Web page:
The Isle Royale 40
An island adventure smack in the middle of Lake Superior
I thought I had visited America's coolest National Parks. As an eighth grader from Wisconsin, I had stood atop Longs Peak ...
Photo by Scott Drum
I thought I had visited America's coolest National Parks. As an eighth grader from Wisconsin, I had stood atop Longs Peak in Rocky Mountain National Park after a rugged, high-altitude romp. Then, in my early 20s, Mount Rainier National Park and the 14,411-foot glaciated summit of Rainier seemed like the moon. Over a decade later, moving up the scale of sheer enormity and remoteness, I spent three weeks ascending the flanks of Denali in Denali National Park. I never saw the summit, but flew off the Lower Kahiltna Glacier with a profound sense of awe. How could any other National Park compare?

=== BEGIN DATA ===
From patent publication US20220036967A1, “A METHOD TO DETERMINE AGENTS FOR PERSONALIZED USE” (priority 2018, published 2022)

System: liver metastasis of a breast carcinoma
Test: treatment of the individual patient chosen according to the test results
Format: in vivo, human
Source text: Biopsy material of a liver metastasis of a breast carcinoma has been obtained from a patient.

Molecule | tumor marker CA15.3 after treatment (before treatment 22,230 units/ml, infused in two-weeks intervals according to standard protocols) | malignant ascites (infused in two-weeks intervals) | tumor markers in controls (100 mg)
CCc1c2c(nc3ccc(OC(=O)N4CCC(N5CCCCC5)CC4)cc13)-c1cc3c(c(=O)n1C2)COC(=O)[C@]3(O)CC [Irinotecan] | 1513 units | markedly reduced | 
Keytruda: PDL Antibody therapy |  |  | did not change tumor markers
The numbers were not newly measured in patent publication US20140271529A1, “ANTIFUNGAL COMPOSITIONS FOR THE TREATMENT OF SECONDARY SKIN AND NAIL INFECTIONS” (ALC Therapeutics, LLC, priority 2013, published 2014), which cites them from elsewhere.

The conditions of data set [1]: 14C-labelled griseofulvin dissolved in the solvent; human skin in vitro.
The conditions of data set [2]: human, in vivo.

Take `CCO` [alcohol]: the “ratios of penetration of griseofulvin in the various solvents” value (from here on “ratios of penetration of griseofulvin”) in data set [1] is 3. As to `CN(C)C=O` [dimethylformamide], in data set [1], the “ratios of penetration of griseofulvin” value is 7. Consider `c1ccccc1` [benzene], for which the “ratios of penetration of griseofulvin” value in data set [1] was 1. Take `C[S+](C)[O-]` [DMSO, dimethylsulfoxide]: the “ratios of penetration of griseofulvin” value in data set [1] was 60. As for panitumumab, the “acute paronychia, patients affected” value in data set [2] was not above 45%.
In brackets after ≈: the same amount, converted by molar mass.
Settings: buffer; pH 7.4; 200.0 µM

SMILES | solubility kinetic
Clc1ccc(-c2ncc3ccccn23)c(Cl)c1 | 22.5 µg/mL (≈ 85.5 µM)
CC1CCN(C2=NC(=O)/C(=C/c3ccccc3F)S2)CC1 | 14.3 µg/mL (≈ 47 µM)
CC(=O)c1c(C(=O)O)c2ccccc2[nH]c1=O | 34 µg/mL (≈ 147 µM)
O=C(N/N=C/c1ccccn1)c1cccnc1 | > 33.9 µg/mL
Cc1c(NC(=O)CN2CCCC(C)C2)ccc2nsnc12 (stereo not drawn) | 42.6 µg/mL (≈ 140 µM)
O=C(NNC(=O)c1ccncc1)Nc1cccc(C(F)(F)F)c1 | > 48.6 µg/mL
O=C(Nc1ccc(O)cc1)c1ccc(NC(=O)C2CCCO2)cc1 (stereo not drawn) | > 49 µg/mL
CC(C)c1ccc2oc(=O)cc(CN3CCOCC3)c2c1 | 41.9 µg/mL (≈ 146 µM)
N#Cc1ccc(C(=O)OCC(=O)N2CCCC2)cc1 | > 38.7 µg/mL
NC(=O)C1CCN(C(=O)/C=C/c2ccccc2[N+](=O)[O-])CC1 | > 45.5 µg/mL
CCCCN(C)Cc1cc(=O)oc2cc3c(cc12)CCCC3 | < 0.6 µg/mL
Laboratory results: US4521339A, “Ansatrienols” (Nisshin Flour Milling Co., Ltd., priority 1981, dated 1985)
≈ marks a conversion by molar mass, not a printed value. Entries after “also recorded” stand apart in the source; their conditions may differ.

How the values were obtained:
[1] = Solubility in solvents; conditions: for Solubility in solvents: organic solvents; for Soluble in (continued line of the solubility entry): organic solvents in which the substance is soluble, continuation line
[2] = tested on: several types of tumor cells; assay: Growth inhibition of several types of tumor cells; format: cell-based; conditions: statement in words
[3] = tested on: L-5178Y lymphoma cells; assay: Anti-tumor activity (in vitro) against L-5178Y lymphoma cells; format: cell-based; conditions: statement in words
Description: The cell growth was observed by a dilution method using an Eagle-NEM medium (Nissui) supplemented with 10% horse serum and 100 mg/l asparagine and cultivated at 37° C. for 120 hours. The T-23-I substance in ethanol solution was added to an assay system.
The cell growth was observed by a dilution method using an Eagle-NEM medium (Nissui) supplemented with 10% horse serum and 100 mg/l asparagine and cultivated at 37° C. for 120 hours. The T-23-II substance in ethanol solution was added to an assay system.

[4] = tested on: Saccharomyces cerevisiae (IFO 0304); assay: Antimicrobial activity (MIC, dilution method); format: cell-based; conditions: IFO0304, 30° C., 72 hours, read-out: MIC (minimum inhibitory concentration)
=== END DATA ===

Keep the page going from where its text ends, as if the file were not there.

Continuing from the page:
Enter Isle Royale National Park (IRNP), the least visited park of them all. Spanning 209 square miles (note: most of IRNP's 894 total square miles is designated below water) and featuring over 165 miles of singletack trails, this remote island in the northwestern section of Lake Superior, Michigan, is an acclaimed, world-designated biosphere where predators and prey—wolves and moose—abound.
"It's a special place," said my twin brother, Greg Drum, a former IRNP Law Enforcement Park Ranger. "The island's wildlife is what found itself scampering across an ice bridge or swimming Lake Superior decades ago."